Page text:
The right to discriminate

Stephen Franks blogs:

Though I do not share the Invercargill Turks’ views on Israel in any degree, I defend them. I defend their right to express their views by shunning citizens of a state they consider to be evil. …

If a government agency acted as the Turks did it would be utterly wrong. The state weilds the coercive power of us all. It must be tolerant in a free society. Without proof of involvement in or support of unlawful acts the State certainly should not discriminate against New Zealand citizens simply because they are of a group in which some members have unpopular opinions.

But the vigour of our values (in the long term our freedoms) may depend on the willingness of individuals to be intolerant so long as they do not coerce their fellow citizens. So  I defend the right of any private citizen to shun whoever they want on their own property.

Stephen’s view is one shared by many on the right. That people have a right to be bigots. I have some sympathy for that view, but not without limits.

Taking the case of the Invercargill cafe owner, the most effective action in response has been privaye citizens saying we don’t like you because you are bigots. They have had protests outside, dozens of phone calls, and from all accounts are starting to regret their stance.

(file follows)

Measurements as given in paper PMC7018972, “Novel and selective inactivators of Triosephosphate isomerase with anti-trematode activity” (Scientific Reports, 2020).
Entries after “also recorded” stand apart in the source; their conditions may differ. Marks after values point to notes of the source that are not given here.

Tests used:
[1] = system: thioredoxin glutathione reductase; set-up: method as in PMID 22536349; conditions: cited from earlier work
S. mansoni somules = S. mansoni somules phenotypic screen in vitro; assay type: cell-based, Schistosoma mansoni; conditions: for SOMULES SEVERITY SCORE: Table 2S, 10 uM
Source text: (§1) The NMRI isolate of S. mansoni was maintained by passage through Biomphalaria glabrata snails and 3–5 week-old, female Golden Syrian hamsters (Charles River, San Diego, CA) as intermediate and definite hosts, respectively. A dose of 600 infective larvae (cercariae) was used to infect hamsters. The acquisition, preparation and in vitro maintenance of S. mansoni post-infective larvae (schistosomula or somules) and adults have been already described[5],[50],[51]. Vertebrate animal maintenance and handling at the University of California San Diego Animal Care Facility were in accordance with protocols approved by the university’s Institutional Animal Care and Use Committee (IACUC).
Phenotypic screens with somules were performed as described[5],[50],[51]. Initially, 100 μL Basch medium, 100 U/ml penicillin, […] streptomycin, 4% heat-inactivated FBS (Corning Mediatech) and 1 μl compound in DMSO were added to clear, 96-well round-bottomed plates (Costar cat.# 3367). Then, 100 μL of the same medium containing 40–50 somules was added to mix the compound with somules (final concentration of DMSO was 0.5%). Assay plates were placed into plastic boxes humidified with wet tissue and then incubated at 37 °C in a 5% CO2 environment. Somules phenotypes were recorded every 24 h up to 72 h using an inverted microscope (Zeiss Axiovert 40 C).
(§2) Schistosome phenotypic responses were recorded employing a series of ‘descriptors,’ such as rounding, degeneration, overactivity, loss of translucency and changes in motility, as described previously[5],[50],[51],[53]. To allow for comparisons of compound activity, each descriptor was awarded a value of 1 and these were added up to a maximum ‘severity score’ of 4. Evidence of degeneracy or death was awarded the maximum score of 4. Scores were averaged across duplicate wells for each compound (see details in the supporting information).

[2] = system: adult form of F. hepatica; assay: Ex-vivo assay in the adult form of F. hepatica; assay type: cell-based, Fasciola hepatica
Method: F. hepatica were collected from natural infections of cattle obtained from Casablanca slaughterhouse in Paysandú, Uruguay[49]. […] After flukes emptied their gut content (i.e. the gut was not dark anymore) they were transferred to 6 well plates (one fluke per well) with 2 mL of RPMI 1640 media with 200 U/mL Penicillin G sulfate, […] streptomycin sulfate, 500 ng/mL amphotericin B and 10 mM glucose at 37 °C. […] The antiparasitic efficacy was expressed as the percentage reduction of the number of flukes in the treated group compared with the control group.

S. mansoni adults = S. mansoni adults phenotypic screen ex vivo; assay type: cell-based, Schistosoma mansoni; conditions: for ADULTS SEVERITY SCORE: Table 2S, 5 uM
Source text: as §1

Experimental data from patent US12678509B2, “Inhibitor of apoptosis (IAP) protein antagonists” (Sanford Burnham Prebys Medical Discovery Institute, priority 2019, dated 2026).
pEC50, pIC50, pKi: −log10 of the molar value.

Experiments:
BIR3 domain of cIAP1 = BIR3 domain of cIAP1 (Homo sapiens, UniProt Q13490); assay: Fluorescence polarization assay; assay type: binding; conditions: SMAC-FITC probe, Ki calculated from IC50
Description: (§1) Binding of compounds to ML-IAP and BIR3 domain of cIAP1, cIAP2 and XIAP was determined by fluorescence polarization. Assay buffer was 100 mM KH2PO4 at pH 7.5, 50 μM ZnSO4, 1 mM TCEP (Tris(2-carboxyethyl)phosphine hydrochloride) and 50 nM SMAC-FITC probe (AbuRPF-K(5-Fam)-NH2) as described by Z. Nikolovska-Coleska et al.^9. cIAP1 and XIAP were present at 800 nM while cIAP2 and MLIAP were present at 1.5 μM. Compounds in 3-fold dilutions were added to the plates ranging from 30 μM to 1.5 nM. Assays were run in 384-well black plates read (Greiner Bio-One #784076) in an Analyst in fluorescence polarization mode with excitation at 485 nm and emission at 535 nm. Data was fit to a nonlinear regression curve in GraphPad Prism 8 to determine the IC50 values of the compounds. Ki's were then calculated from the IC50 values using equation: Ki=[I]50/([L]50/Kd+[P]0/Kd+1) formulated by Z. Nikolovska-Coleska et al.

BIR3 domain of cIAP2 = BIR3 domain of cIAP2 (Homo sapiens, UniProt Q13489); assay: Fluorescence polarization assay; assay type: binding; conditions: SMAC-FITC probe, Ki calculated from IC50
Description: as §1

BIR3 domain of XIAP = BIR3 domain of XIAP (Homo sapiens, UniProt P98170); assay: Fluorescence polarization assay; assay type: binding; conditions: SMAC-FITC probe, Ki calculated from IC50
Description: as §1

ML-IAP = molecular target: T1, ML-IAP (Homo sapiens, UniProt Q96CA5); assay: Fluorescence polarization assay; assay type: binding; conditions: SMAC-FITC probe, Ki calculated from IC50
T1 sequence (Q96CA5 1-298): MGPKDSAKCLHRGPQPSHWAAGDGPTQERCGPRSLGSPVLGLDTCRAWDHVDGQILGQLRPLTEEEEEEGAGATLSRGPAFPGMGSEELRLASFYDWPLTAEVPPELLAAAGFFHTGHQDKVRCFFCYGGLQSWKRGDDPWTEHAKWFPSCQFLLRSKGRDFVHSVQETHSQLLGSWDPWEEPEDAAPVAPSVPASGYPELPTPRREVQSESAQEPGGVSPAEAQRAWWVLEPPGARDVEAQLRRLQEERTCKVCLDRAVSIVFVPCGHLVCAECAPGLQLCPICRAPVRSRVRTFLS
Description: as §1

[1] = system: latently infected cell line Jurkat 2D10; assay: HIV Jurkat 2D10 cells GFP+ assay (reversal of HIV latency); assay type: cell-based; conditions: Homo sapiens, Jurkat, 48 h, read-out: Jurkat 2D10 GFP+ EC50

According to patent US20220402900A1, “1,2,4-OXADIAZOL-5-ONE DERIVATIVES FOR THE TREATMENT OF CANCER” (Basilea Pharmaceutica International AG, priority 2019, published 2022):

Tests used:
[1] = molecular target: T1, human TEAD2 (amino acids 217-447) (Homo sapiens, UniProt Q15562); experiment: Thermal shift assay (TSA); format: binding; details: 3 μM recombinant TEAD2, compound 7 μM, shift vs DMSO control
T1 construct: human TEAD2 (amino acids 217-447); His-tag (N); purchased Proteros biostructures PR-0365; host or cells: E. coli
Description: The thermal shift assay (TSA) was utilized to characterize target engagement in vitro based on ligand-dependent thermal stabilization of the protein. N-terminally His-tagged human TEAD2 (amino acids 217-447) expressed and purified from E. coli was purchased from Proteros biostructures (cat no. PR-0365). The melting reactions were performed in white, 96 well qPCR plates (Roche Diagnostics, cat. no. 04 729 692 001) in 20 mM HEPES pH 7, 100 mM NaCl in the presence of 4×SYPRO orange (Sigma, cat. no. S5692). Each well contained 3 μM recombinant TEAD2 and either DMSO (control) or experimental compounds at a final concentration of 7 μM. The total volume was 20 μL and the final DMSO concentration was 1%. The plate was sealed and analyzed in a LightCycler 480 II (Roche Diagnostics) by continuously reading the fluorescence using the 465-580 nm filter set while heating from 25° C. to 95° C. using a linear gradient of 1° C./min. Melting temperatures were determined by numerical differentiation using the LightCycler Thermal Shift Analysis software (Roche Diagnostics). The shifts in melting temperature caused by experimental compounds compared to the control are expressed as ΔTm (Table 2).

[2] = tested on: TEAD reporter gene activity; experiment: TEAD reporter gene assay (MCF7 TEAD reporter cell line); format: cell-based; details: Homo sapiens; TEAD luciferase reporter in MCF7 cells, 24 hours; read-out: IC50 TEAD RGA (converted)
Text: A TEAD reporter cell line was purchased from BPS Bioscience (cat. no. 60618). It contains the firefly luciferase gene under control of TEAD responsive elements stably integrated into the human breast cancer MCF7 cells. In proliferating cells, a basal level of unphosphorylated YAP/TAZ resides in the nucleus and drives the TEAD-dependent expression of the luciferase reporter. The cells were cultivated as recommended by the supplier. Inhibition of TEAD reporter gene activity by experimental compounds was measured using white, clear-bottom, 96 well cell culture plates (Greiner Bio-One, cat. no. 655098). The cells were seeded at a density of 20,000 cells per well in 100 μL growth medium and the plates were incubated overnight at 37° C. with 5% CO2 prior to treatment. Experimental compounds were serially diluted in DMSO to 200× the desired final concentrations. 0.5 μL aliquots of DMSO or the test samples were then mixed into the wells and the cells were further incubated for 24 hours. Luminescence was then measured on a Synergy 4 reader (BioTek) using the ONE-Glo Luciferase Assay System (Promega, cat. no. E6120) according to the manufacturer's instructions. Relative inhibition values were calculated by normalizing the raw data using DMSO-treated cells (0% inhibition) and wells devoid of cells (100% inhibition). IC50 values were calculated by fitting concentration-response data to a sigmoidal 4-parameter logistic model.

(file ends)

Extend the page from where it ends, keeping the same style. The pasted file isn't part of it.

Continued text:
Those who oppose anti-discrimination laws see how they have often been used overseas to shut down unpopular speech, or prevent criticism of certain religions.

But on the other hand, do we want a society where cafes could display signs saying “No Jews allowed” or “No blacks work here”? The libertarian argument is that private reaction against such signs would probably be more effective than state action.

But we saw in Europe in the 30s what can happen, when the state does not prevent discrimination. Are we confident that would never occur?

At the end of the day I stop short of the position put forward by Stephen, that private discrimination should be legal.

Comments (81)

Login to comment or vote

Add a Comment